A Good Beer Blog

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Have you read The Unbearable Nonsense of Craft Beer - A Rant in Nine Acts by Alan and Max yet? It's out on Kindle as well as Lulu.

Maureen Ogle said this about the book: "... immensely readable, sometimes slightly surreal rumination on beer in general and craft beer in particular. Funny, witty, but most important: Smart. The beer geeks will likely get all cranky about it, but Alan and Max are the masters of cranky..."

Ron Pattinson said: "I'm in a rather odd situation. Because I appear in the book. A fictional version of me. It's a weird feeling."


Comments

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Mary Sue -

While I have issues with many ways people misrepresent Christianity, at least this dude is a practicing, professing Christian, who as I understand it, is a member of a slightly more conservative denomination that promotes teetotaling, but aren't too pushy about it.

Even in my extremely liberal, woman-up-front-preaching, wine-in-the-communion-cup, gin-for-special-occasions church smack dab in the middle of Portland, OR, there is still a little thread of 'shh! Don't talk about drinking! Drinking is shameful and sinful!'

And the people who are most likely to look at me oddly when I'm drinking and they find out I'm a regular churchgoing Christian are those who aren't Christian.

Alan -

Sure and I am Canadian so can't talk to your local scene... but then to suggest a 46 day all beer diet as a means to increase common sense? As I indicated, there are a lot more worthy causes and means to present a cause that a Christian like me and you might get behind to point out what a responsible good beer relationship looks like.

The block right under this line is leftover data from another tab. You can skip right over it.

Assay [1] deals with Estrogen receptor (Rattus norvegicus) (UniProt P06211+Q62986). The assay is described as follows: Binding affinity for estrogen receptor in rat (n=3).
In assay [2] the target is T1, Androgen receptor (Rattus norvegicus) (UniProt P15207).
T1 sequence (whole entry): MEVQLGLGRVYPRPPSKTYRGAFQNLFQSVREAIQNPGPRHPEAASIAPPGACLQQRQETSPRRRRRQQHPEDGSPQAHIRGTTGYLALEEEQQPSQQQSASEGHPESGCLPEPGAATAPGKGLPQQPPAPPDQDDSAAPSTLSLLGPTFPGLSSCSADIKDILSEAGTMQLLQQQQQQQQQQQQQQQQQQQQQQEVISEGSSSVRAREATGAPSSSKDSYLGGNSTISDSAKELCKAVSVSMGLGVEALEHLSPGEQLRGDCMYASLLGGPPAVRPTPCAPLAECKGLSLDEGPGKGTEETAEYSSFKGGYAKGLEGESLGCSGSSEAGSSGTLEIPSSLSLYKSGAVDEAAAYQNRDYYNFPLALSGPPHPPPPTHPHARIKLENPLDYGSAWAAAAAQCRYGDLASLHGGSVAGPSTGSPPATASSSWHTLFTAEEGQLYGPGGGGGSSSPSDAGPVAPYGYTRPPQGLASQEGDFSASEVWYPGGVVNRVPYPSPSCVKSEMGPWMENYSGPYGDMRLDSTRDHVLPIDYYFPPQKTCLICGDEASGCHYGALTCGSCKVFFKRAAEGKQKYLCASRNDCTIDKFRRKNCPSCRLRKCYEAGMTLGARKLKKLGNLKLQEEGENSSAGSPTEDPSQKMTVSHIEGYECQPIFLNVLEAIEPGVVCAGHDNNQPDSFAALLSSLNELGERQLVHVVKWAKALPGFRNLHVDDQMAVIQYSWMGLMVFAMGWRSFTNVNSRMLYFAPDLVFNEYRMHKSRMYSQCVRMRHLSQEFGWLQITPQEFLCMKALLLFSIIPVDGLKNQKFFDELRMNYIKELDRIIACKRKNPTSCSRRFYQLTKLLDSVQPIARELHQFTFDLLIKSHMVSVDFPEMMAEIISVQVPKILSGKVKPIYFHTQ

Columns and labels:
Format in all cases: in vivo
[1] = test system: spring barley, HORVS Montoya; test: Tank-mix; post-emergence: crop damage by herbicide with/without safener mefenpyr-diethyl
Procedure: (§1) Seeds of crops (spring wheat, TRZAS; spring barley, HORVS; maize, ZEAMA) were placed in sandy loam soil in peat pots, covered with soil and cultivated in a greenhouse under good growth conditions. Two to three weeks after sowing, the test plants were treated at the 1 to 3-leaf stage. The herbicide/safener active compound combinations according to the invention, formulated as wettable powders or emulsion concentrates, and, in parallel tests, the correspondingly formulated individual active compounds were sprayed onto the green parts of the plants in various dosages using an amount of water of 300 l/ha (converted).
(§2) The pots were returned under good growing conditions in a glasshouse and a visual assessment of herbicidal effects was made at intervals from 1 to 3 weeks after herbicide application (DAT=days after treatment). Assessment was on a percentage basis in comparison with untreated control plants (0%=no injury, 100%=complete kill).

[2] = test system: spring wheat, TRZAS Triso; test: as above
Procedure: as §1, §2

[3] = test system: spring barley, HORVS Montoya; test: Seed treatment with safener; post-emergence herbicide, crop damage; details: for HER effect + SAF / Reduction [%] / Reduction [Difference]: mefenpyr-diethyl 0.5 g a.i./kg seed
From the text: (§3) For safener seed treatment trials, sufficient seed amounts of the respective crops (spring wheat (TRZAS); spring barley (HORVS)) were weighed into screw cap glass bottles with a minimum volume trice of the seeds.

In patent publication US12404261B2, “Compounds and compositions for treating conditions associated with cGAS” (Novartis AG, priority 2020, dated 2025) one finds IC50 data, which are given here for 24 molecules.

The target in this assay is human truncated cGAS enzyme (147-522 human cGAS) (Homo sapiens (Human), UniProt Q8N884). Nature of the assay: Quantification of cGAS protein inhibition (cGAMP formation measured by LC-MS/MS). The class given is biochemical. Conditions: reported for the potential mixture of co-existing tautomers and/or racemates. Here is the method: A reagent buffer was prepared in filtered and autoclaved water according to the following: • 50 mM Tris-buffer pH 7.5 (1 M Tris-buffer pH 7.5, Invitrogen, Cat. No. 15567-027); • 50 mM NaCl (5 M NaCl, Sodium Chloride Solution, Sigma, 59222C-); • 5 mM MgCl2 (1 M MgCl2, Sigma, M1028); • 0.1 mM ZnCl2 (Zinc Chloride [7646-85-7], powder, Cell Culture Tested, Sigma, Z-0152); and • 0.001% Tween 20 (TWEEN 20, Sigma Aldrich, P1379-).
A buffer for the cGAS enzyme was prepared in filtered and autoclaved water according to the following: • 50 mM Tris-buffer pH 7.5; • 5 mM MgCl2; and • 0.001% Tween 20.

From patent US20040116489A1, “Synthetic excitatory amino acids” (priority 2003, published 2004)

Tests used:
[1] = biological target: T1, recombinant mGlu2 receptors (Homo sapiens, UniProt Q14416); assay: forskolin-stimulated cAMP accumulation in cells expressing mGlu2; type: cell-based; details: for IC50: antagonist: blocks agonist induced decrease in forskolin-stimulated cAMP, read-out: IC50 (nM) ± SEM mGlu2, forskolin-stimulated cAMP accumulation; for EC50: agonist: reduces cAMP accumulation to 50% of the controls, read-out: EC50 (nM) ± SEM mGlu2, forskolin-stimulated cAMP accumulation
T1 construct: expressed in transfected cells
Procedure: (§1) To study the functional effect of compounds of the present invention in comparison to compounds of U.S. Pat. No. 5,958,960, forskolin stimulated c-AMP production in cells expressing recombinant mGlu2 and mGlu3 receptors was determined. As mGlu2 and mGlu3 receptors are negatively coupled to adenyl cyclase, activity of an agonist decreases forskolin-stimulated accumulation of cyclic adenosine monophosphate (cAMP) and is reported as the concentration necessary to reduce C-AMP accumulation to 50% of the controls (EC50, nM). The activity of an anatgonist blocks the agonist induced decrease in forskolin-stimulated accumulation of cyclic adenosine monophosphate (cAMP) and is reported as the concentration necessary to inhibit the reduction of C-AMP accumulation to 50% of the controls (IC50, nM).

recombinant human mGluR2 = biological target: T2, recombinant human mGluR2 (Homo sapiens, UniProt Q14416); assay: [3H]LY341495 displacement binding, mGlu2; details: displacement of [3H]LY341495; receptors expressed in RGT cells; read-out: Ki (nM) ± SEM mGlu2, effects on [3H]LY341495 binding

Remember, too: there are clear discussions about degrees of drink in the Bible. Cheer is good, drunkenness is bad and you can forget what Noah did when he hit land. I just don't know how this process suggests anything useful and it looks like a whole lot of going off in the wrong direction to me.

Bill Night -

Alan, the guy never said his goal was to "increase common sense", nor even to do "anything useful". For that matter, who ever said that religion should be useful or common-sensical? That sounds very late-20th-century to me, not in a good way, and I'm not even a churchgoing person.

He says his goal is to truly do a Lenten fast, and to try it the way a group of monks did once upon a time. Stunt or not, I imagine it will be a great experience for him, a time to break out of the routine and get a new perspective on life and/or faith. Cut him some slack, OK?

Alan -

No.

If he had written what you are suggesting that the whole thing was a personal Lenten exploration that would be no skin off my nose but hauling in the whole slagging of the entire faith and stating "I hope Christians learn something reasonable about beer..." makes it that something else I describe above.

Alan -

A year later, J Wilson contemplates the personal Lenten exploration I wish he had focused on describing last year.